“Vaccine certificates may prove valuable again at some point,” Morris wrote, “but the two main purposes – to motivate people to get vaccinated and to protect people by limiting the chances of infection – are clear. are no longer relevant.”

There is also a question of how many people need to be excluded to prevent a single transmission of SARS-CoV-2.

Quebec’s Vaccine Passport plan will eventually require three doses to be taken when shopping at government-run liquor and cannabis stores, dining indoors or entering gyms, concerts and other venues. Israel has begun offering a fourth dose for people 60 and older. There is talk of annual shots, as with the seasonal flu. Strainer, a professor in the Department of Psychiatry and Behavioral Neuroscience at McMaster, looks at the risk of push backs. “I think we’re at this stage of creating fatigue about it: OK, I have my two shots, my booster. Enough. Let me get on with my life.”

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Streiner is the senior author, “Excellence Gris”, of a pre-print study that estimated, in the pre-Omicron era, that it would take at least 1,000 unvaccinated people to prevent a SARS-CoV-2 transmission event in most types. needs to be taken out. of settings.

“In the fall, when people were talking about implementing the mandate, and some of my colleagues who were without vaccinations were facing termination, I thought to myself, really, non-vaccinated health. What is the risk reduction achieved by terminating personnel,” said lead author Dr. Aaron Prosser, a psychiatric resident at McMaster. “And behind it came extensive exploration for the real numbers.”

The study looked at home settings, social gatherings (meaning more close contacts between friends and families), casual close contacts (the “type of transient, transitory contacts in public areas or buildings,” Prosser said), work and study settings, and travel. . transportation. For comparison purposes, “going to a restaurant is probably a mix of a social gathering and a public sector risk,” he said.

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The analysis was done when infection rates were fairly stable in Canada and around the world. “We were in these middle stages of the waves,” Prosser said. “Obviously now the risk of infection is increasing. It’s a completely different situation.”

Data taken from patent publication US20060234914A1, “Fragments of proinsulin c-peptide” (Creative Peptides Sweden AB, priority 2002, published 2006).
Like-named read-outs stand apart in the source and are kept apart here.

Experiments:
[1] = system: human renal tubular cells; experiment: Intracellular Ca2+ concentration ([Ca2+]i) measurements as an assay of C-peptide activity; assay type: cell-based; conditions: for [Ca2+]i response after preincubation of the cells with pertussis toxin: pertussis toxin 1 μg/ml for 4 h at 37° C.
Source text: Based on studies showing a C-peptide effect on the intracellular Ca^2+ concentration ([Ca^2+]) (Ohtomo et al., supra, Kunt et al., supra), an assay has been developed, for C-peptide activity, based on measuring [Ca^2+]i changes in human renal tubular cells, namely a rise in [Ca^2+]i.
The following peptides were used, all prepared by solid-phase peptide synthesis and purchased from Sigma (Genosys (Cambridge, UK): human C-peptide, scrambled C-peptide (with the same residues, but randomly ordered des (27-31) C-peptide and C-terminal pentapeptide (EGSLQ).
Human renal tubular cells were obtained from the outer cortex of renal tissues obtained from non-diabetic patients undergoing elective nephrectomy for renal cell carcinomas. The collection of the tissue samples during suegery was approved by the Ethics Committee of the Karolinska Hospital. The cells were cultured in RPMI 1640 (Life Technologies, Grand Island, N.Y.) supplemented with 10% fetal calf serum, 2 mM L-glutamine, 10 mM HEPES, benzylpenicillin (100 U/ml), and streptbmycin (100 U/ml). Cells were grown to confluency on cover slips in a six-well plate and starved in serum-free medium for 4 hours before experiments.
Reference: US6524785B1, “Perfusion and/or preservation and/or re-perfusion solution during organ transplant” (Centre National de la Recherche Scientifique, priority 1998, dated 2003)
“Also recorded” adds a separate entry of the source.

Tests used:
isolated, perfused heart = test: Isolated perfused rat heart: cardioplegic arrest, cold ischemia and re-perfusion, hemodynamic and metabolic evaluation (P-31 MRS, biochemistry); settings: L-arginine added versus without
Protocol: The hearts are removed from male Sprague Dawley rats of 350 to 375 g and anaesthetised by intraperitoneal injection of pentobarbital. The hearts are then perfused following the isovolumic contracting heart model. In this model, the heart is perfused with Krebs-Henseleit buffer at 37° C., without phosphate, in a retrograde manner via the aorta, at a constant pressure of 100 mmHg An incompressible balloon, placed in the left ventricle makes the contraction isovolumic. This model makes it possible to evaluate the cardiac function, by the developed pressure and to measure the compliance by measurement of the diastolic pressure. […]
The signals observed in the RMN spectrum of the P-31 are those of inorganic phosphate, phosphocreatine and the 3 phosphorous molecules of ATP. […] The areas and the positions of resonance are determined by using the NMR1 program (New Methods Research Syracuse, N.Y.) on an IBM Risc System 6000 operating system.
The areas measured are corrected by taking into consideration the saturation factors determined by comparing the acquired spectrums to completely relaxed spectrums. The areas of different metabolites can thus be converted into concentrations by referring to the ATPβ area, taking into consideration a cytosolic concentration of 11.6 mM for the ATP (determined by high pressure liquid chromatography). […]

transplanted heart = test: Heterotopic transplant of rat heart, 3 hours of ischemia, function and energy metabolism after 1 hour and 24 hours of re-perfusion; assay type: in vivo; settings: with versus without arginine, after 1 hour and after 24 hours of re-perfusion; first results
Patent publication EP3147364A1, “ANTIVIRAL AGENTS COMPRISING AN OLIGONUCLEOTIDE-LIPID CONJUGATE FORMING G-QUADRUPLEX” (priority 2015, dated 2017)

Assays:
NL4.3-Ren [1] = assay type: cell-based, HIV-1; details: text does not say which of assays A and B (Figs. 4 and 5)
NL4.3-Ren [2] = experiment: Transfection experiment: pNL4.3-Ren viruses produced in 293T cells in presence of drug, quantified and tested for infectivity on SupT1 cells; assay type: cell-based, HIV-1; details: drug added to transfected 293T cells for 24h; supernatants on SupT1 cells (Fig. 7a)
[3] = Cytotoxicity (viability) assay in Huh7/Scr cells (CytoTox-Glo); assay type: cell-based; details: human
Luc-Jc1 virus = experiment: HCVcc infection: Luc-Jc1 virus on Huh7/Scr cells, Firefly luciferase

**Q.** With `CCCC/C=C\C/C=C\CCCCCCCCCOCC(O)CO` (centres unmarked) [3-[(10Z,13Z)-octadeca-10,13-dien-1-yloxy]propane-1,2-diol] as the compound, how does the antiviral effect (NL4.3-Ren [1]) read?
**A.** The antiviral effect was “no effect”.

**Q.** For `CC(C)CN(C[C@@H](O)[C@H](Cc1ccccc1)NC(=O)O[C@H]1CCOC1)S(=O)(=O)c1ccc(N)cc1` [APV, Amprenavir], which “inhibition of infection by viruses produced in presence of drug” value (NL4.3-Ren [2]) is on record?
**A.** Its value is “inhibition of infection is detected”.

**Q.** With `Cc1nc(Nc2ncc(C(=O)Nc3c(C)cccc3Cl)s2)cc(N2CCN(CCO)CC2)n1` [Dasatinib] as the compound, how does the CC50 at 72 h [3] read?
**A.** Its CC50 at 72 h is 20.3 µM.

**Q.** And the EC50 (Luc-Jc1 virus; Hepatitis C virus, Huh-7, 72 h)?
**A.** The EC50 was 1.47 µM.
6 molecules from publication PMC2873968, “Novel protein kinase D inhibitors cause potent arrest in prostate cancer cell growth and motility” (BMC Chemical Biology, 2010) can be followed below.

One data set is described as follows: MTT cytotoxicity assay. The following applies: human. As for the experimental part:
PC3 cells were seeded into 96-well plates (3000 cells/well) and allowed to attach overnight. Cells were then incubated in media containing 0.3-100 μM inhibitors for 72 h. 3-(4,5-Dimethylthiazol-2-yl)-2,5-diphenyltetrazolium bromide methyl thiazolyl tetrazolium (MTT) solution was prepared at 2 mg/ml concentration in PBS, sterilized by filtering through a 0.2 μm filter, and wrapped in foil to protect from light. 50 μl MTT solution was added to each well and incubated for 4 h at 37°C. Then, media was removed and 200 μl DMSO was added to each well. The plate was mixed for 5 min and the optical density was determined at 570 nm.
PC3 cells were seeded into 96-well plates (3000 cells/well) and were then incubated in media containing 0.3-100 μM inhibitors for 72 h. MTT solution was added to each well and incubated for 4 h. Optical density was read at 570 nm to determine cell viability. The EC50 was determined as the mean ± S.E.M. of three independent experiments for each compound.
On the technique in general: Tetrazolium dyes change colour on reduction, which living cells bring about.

“But I think we should think very carefully about how, in a pluralistic democracy, we are sure that the gains we can get from (vaccine mandates and passports) outweigh the disadvantages of making a class of citizens There is more, who are totally not allowed to participate in society,” said Prosser.

We are starting to look at our fellow citizens as if they are not citizens like us, because they have made decisions we don’t agree with

Dr. Aaron Prosser

“We’re starting to look at our fellow citizens in a way that they’re not the same citizens as us, because they’ve made decisions we don’t agree with. And I think that’s a very dangerous thing to do.”

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New federal modeling released on Friday shows an increase in the number of daily hospitalizations in the coming weeks. But there are also signs that the Omicron wave may be peaking in Ontario and Quebec, just as it appears in Britain and the US. Variants may be running out of people to become infected, according to the Associated Press. “It’s going to come down as fast as it goes up,” Ali Mokdad, a scientist at the University of Washington in Seattle, told the AP.

The other good news: “Vaccines protect against serious consequences,” Kwang said. “That’s what we need to hang our hats on.”

Unaffected by Canada’s numbers

Eligible Canadians 5 and over who have not been vaccinated (zero dose): 12%

Eligible Canadians 5 years of age and older who have not been vaccinated in each province and territory:

Alberta: 15.8%

Saskatchewan: 14.1%

Manitoba: 12.6%

Ontario: 12.5%

BC: 11.6%

Nunavut: 11.6%

Quebec: 10.2%

New Brunswick: 9.7%

Yukon: 9%

Nova Scotia: 8.4%

Prince Edward Island: 7.2%

North West Zone: 5.6%

Newfoundland and Labrador: 2.5%

Males not vaccinated (as of 8 January): 18.3% (of the total population)

Women who have not been vaccinated (as of 8 January): 16% (of the total population)

Ratio of illiterate by eligible age group:

5-11: 60.5%

12-17: 13%

18-29: 14.3%

30-39: 12.2%

40-49: 10%

The National Post, with additional files by Tom Blackwell